We don’t want to lay on conferences and master classes of our own, because we know that there are already great events being organised across the country. We would prefer to offer a platform, a calendar, to discover and offer your own, and partner with some of them – perhaps a map of Britain showing events up and down the country.

And we don’t want to re-invent the wheel by producing web content, apps, awards, books and videos, but instead signpost, curate, and shine a light on the great resources out there. So we imagined an iTunes-style catalogue of the best of the enterprise-web.

While we were not able to offer all of those ideas at launch, we made a start. We aimed to work quickly and effectively to launch – and with the backing of significant international brands including Google, Microsoft, McKinsey & Co., Barclays, Virgin Media and Yell – we have already, for example, started compiling a benefit package for every start-up in Britain. Some offers will be more useful to others depending on the type of business, but I hope that they may prompt people to take the first steps to go into business. Pledges in week 1 include services and benefits comprising advertising and marketing collateral, office space, broadband, finance and mentoring support for start-up companies. I am offering 25 hours of mentoring sessions, on a first come first served basis. If it is popular I will do more. I’ve spent a fair amount of my time mentoring, since starting Glasses Direct- ever since I reached the point where I felt I had something to teach.  I believe in it. I hope more organisations will come forward, like my co-founders and the corporates who have pledged offers and operational support to us. What you see on the website is just the start.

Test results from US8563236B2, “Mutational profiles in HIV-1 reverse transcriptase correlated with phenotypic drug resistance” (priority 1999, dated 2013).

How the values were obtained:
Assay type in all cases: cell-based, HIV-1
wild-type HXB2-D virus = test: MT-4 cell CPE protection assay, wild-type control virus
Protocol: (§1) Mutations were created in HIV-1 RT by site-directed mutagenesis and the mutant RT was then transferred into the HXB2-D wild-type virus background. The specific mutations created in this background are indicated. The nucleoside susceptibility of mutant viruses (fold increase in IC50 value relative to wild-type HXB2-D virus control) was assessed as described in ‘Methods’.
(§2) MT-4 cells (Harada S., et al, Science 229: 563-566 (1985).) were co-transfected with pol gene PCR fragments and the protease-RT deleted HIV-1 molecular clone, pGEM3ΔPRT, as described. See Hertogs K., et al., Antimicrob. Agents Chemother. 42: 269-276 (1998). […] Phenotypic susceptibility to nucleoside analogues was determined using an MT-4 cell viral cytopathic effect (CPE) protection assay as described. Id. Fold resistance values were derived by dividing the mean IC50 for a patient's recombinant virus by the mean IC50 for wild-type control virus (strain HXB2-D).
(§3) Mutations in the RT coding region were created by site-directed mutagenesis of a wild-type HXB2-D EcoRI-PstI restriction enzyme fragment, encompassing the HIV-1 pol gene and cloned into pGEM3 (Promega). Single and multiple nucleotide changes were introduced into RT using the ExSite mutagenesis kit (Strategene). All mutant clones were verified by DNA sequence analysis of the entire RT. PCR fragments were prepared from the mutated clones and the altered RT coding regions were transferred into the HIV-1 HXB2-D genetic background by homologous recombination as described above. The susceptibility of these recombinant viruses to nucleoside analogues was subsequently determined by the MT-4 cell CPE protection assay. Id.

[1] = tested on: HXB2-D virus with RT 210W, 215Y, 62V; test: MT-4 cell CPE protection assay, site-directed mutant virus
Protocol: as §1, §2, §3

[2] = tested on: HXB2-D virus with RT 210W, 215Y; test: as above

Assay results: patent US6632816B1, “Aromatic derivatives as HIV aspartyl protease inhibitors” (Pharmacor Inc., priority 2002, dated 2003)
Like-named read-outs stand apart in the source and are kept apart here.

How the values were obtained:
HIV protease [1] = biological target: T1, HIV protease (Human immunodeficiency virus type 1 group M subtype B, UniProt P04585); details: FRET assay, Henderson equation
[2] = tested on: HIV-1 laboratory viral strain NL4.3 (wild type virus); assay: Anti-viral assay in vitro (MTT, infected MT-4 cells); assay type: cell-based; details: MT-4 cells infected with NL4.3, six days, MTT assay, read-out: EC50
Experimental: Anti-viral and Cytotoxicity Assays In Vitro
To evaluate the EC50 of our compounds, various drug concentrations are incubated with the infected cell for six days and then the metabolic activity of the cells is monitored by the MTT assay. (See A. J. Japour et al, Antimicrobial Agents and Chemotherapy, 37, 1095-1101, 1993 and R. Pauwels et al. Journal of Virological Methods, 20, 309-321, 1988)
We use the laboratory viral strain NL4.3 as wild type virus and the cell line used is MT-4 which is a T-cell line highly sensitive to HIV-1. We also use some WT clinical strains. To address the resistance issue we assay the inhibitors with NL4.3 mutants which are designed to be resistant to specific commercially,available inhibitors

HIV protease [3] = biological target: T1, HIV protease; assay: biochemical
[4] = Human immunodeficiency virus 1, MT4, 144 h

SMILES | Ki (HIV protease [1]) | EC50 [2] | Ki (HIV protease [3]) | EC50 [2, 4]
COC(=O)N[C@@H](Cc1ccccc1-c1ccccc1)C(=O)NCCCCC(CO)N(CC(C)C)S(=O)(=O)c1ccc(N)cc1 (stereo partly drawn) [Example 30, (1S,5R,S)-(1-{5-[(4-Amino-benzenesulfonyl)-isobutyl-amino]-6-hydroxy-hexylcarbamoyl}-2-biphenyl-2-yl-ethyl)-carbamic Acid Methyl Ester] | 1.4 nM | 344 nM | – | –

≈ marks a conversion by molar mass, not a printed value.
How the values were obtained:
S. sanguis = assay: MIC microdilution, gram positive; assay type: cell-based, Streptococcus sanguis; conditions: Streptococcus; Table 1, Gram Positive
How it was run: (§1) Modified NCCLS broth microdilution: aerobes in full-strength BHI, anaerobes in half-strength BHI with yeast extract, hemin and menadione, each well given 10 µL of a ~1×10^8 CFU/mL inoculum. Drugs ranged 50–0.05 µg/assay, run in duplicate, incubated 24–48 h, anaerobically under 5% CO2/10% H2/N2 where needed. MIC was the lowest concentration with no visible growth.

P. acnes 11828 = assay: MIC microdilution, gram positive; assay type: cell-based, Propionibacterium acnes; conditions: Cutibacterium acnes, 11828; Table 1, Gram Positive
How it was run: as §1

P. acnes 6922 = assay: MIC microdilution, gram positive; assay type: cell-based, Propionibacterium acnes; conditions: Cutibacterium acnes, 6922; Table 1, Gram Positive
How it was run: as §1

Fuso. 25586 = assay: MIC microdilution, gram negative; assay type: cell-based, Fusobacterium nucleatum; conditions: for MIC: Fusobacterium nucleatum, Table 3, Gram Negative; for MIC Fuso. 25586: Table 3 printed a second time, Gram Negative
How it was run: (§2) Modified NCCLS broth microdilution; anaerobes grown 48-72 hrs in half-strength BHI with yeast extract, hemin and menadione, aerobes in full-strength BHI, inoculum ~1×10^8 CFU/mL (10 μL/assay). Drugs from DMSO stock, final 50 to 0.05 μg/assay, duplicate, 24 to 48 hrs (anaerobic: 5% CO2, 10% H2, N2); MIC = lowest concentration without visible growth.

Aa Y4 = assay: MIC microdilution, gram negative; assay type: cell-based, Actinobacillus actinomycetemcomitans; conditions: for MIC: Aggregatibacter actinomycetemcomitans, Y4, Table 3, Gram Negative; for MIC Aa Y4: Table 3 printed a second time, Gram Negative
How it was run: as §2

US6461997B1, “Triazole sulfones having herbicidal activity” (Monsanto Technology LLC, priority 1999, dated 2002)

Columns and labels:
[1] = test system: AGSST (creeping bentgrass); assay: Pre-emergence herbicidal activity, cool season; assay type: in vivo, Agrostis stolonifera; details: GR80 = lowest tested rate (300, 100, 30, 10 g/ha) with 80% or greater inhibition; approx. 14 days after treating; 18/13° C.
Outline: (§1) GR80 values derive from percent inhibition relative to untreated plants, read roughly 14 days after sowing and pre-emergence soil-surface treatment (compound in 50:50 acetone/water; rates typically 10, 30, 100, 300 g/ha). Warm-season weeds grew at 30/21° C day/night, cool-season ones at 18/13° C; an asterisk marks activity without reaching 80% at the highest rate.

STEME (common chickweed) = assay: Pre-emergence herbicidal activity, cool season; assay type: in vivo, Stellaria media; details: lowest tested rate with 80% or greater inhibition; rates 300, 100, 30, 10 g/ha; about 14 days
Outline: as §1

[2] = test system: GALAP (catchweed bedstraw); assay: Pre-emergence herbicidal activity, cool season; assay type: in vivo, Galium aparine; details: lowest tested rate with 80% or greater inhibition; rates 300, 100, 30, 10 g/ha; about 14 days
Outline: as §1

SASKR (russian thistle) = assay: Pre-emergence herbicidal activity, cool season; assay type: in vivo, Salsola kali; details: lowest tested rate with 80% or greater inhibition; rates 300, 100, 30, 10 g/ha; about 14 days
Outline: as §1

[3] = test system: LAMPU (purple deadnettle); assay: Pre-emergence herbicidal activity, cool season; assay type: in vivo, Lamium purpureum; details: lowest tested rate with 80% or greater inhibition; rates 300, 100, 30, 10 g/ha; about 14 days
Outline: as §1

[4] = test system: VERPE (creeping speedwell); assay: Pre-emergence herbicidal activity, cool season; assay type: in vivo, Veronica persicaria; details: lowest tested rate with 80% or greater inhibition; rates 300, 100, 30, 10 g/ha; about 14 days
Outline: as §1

Similarly, we decided to begin starting to circulate the best useful content to startups by selecting 230 links to great content. We know this represents a fraction of what is already out there, but it is a start, and a start that doesn’t compromise our philosophy of not creating the content ourselves.

Those two functions are all there is to see at the moment at startupbritain.org, but in true Startup mentality, we decided to put them out there, as an ‘alpha’ version of the site, then to iterate and improve the platform based on suggestions and feedback. We want to develop the site in an agile way towards something that could, in time, become a transformative starting point for any business. As we build out the StartUp Britain offering over the next year and beyond, I will ensure that this non-profit making organisation remains stays true to our founding philosophy: that a better model for enterprise promotion consists of knowing what not to do, not competing with the private sector, taking responsibility from the government for delivering some services that they shouldn’t be trying to deliver, and the taxpayer shouldn’t have to fund in their entirety. StartUp Britain will give us the ability, knowing the needs of our businesses and communities to take control in supporting each other. It’s effective, public-spirited, and it can be a big part of restoring a sense of community to Britain.